Iran says it is converting uranium, easing bomb fears

DUBAI Tue Feb 12, 2013 8:39am EST

A security officer stands next to a banner hung on the entrance of the Uranium Conversion Facility (UCF), before a ceremony to form a human chain by Iranian students showing their support for Iran's nuclear program, in Isfahan, 450 km (280 miles) south of Tehran, November 15, 2011. REUTERS/Morteza Nikoubazl

A security officer stands next to a banner hung on the entrance of the Uranium Conversion Facility (UCF), before a ceremony to form a human chain by Iranian students showing their support for Iran's nuclear program, in Isfahan, 450 km (280 miles) south of Tehran, November 15, 2011.

Credit: Reuters/Morteza Nikoubazl

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DUBAI (Reuters) - Iran acknowledged on Tuesday that it was converting some of its higher-grade enriched uranium into reactor fuel, a move that could help to prevent a dispute with the West over its nuclear program hitting a crisis in mid-2013.

Conversion is one way for Iran to slow the growth in its stockpile of material that could be used to make a bomb. That stockpile is currently projected to reach a level intolerable to Israel in mid-year, just as Iran's room for negotiation is being limited by a presidential election in June.

Iranian Foreign Ministry spokesman Ramin Mehmanparast was asked at a weekly news conference about a Reuters report that Iran has converted small amounts of its 20-percent enriched uranium into reactor fuel.

"This work is being done and all its reports have been sent to the International Atomic Energy Agency (IAEA) in a complete manner," he was quoted as saying by the state news agency IRNA.

It was Iran's first acknowledgment that it had apparently resumed converting into fuel small amounts of uranium enriched to a concentration of 20 percent fissile material.

Iran's production of that higher-grade uranium worries the major powers because it is only a short technical step away from the 90-percent purity needed for a weapon.

On-off negotiations with the major powers and four rounds of U.N. Security Council sanctions have failed to persuade Iran to stop its enrichment activities, and the IAEA has been refused full access to investigate other suspect elements of the nuclear program.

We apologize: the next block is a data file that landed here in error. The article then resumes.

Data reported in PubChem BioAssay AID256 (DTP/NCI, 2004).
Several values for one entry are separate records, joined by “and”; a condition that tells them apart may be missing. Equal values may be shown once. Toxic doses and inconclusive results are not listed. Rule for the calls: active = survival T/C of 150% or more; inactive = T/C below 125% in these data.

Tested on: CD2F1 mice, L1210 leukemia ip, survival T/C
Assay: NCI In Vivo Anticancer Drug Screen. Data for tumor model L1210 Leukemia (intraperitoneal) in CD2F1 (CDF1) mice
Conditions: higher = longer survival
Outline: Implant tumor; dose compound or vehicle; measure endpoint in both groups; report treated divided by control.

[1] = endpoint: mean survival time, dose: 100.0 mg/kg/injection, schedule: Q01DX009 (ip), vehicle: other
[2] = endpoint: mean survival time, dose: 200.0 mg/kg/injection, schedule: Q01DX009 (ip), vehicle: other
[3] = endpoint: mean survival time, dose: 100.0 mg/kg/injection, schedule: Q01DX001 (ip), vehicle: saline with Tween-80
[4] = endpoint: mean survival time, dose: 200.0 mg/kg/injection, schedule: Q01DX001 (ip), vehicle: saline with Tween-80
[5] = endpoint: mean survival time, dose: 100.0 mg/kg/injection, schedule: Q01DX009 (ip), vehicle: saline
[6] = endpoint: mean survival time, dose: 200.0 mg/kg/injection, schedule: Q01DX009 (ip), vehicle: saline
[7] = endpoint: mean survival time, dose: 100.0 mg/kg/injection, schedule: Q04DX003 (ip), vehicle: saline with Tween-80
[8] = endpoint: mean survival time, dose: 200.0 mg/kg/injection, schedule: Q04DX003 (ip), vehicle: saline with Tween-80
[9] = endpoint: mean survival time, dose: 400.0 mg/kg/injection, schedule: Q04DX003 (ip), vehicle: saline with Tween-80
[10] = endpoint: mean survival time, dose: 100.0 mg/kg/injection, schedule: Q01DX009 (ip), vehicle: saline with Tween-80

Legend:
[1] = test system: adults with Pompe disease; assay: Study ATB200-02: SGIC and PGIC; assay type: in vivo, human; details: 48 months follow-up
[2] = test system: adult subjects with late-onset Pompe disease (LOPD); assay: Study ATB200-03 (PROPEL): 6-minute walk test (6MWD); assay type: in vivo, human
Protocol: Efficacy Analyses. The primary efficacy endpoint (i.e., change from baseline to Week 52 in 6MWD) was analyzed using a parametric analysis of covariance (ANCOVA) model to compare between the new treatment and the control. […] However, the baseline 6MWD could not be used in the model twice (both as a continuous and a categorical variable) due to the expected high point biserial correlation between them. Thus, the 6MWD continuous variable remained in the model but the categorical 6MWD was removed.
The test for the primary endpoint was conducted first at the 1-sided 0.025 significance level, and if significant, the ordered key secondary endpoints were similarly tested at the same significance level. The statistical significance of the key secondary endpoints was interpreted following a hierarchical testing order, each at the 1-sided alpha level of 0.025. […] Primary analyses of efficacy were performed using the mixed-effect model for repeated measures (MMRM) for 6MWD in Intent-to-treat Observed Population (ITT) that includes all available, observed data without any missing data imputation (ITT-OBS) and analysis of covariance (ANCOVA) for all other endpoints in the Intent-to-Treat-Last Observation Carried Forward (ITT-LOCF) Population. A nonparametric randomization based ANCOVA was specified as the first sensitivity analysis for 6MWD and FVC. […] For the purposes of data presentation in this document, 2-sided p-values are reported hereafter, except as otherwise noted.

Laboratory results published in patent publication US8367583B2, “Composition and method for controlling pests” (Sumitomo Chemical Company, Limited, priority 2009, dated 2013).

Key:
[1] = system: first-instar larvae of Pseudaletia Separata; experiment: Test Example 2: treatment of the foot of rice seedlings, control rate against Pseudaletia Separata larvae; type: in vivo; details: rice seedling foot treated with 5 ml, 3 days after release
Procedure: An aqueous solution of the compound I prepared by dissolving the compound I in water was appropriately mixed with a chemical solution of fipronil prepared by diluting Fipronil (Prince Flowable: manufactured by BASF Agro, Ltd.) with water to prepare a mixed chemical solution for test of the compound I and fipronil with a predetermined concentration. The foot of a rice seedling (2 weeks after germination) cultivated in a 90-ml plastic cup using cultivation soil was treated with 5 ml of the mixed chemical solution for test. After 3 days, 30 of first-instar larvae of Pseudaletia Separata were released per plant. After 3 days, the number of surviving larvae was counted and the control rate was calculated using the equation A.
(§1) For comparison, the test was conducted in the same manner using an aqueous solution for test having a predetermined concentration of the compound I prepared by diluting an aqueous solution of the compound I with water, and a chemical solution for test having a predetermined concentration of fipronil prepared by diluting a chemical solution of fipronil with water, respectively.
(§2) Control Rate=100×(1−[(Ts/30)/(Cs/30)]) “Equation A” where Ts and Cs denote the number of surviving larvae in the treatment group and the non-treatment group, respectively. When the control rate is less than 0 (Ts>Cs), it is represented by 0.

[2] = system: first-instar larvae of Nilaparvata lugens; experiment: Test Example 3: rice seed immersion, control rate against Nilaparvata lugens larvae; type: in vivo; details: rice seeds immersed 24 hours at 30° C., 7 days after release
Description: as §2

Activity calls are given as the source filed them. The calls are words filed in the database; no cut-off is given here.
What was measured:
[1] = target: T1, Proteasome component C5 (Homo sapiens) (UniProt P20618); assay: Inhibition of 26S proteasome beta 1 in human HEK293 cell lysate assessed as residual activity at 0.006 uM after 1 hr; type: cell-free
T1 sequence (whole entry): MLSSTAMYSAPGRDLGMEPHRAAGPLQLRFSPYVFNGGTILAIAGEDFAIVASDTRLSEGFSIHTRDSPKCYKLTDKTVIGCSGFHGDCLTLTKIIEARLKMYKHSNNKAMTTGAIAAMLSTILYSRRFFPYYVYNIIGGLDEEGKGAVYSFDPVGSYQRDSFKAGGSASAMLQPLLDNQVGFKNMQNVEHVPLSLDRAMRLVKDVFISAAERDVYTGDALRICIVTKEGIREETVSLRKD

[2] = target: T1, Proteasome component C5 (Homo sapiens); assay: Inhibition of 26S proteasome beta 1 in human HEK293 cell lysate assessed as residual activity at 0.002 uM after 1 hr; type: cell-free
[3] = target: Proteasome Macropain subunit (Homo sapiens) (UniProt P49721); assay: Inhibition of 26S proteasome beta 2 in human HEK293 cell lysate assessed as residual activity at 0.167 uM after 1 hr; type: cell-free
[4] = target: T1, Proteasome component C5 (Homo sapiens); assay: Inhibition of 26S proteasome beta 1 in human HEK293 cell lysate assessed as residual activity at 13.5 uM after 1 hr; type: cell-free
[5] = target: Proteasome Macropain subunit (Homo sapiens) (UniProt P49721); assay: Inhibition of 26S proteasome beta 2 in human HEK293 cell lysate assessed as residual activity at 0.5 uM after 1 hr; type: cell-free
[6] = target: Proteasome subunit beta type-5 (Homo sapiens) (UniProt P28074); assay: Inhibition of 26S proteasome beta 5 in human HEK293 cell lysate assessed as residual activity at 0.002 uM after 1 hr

Iran denies that it is seeking a weapon and says its nuclear program serves only peaceful purposes such as electricity and the production of medical isotopes.


But Israel, widely believed to be the only nuclear-armed country in the Middle East, has indicated that Iran's stockpile will reach a level in June at which it considers it must attack to stop Iran acquiring enough fissile material for a bomb. With a presidential election taking place that month, Tehran's room to make concessions to foreign powers is limited.

A U.S. official sought to reassure Israel this week on the determination of President Barack Obama, due to visit the region shortly, to curb Iran's nuclear program, according to an Israeli official who declined to be named.

Rose Gottemoeller, acting U.S. undersecretary of state for arms control and international security, "reiterated the Americans' commitment to preventing a nuclear Iran, and their worries about regional proliferation, were Iran to go nuclear", said the official, who met Gottemoeller.

Iran averted a potential crisis last year by converting some 100 kg of its 20-percent enriched uranium into fuel, suggesting to some that it was carefully keeping below the threshold set by Israel, while still advancing its nuclear technology.

It is not believed to have enriched uranium beyond 20 percent. A fuller picture is unlikely until a new IAEA report on Iran's nuclear activity, due by late February.

Separately, officials from the IAEA are due to hold talks in Tehran on Wednesday in the hope of restarting their long-stalled inquiry into Iran's nuclear program.